H is for Hawk, by Helen Macdonald. I wanted to love this book, it was also on the list of 50 best memoirs. And some parts of it, I adored. The way she writes about hawks is powerful and descriptive and moves beyond birds into the realm of life. But at the same time, I have a lot of books to read and things to do and it moved a bit slowly. But I’m also super impatient. If you like a slow, moving, beautiful read, this is a great book.

A Sense of Place: Great Travel Writers Talk about Their Craft, Lives, and Imagination, by Michael Shapiro. Loved this. Interview style, and all kinds of insights into identity, writing, travel, and humanity. Really fun for anyone who wants to write about travel especially.

What are you reading?

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The Bookshelf, June 2019

The Parade, by Dave Eggers My list this month starts with a novel. This means I really enjoyed this book. Its a quick read, but dark and twisty. I like me some dark and twisty in novels. For anyone who has lived abroad, especially in slightly dangerous or off the beaten trail places, you’ll love this book. It captures several extremes in terms of how expats respond to the challenges of being foreign.

Braving the Wilderness, by Brene Brown. Of course this is a great read, its Brene Brown. I’d already read it but was looking for some ideas about community and relationships and she explores the deep need and longing we have for belonging. As a an expatriate, this resonates so much with me.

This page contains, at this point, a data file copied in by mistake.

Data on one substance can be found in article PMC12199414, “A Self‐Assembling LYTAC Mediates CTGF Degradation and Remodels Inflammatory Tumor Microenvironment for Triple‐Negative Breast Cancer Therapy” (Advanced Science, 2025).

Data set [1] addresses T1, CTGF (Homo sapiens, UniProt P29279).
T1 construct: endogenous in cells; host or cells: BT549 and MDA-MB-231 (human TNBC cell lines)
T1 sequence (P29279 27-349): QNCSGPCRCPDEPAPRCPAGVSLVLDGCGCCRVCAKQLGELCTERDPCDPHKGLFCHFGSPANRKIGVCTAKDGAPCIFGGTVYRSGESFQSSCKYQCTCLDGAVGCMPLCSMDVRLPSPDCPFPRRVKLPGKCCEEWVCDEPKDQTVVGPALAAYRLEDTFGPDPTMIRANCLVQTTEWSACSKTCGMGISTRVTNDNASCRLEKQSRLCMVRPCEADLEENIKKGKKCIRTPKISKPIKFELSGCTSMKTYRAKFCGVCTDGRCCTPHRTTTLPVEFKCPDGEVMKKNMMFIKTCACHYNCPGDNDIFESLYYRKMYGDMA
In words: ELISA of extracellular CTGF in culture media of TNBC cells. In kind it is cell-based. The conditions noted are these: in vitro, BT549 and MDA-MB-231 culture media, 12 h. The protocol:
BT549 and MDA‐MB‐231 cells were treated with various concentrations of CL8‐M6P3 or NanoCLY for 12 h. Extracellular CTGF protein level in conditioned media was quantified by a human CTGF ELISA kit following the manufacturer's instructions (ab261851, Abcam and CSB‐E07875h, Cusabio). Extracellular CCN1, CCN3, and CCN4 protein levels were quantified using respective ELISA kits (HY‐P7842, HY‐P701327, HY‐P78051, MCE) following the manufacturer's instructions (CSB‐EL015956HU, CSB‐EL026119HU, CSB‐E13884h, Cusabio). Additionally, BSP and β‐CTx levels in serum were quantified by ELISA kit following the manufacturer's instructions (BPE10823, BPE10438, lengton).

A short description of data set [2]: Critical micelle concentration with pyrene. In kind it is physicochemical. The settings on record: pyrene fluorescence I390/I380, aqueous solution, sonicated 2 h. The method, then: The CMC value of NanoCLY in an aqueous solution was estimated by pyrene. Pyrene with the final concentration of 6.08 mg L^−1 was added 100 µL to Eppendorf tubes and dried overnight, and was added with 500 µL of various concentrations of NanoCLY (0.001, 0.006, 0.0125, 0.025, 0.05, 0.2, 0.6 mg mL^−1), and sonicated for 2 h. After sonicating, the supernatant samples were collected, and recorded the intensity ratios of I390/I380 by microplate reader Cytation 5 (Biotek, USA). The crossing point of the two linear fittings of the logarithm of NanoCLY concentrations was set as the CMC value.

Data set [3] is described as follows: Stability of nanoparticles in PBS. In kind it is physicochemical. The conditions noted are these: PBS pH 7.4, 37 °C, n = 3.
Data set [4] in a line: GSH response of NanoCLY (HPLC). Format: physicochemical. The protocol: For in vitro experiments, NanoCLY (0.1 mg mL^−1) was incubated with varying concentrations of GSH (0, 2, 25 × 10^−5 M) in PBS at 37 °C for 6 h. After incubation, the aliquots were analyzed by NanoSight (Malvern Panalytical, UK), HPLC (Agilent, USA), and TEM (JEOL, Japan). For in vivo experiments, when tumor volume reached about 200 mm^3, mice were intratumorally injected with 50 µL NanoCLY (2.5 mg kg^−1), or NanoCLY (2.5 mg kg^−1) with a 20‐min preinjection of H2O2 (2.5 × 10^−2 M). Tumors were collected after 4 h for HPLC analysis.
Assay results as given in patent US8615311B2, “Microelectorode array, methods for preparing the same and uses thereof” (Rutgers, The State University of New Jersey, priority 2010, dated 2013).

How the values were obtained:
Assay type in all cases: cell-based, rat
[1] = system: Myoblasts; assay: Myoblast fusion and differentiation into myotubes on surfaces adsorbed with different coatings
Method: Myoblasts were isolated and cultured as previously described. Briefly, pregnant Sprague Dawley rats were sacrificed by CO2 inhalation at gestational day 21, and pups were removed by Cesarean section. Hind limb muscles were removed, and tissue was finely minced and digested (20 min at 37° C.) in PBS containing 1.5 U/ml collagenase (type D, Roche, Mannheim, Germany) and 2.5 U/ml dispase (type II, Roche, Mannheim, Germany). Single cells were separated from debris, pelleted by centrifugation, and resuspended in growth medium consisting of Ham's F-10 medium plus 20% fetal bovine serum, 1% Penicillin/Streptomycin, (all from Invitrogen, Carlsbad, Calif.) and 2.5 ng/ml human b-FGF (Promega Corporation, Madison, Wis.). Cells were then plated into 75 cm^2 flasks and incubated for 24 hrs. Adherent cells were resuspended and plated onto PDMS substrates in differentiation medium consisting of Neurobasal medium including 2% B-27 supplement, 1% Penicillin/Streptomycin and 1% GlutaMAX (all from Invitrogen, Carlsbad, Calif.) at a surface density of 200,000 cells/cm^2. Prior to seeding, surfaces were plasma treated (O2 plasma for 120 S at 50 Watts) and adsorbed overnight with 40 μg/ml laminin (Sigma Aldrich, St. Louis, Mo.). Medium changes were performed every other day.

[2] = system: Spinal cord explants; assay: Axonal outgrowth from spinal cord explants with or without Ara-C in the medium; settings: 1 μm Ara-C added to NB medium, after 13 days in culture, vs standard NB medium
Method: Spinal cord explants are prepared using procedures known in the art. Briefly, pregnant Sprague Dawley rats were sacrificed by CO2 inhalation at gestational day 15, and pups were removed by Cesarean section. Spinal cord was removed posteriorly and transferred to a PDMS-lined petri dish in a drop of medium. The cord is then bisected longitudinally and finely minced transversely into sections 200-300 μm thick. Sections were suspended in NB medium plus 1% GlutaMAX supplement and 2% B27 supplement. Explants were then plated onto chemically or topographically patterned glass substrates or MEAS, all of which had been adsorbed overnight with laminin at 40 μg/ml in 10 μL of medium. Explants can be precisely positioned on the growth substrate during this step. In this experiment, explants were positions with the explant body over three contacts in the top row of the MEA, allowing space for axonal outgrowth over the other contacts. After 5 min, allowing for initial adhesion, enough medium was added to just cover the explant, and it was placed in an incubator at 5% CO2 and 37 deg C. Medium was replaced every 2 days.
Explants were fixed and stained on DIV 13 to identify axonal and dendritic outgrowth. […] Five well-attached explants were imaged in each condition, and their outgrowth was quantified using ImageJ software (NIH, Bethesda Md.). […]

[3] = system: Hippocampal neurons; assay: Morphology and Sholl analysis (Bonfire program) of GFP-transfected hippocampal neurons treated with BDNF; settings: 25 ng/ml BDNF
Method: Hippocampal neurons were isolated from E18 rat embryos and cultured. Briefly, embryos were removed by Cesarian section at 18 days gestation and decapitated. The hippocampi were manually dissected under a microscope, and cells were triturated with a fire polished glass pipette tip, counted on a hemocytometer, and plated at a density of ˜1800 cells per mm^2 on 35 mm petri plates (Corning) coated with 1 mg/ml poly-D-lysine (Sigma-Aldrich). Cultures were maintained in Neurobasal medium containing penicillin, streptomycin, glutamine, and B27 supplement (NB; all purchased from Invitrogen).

Running Home, by Katie Arnold. I loved parts of this book and honestly, skimmed a few parts. Katie’s relationship with her dad is complicated and she deftly captures the love/grief connection. Reading parts of this made me really, really want to destroy my journals. I only journal the bad stuff, so if one of my kids later tries to figure me out, and expose me by writing about me, after I die by reading my journals, they will totally miss my reality and only see my anger or sorrow. The parts I loved were when she talked about running, ultras and marathons and loved it.

Fields of Blood: Religion and the History of Violence, by Karen Armstrong It is hard to read about religious violence over the course of history, but also important. This book puts things like the Crusades and jihad into perspective and context.

Inner Dimensions of Islamic Worship, by Al Ghazali. Super interesting, to read about more contemplative ways of looking at spiritual practice within Islam.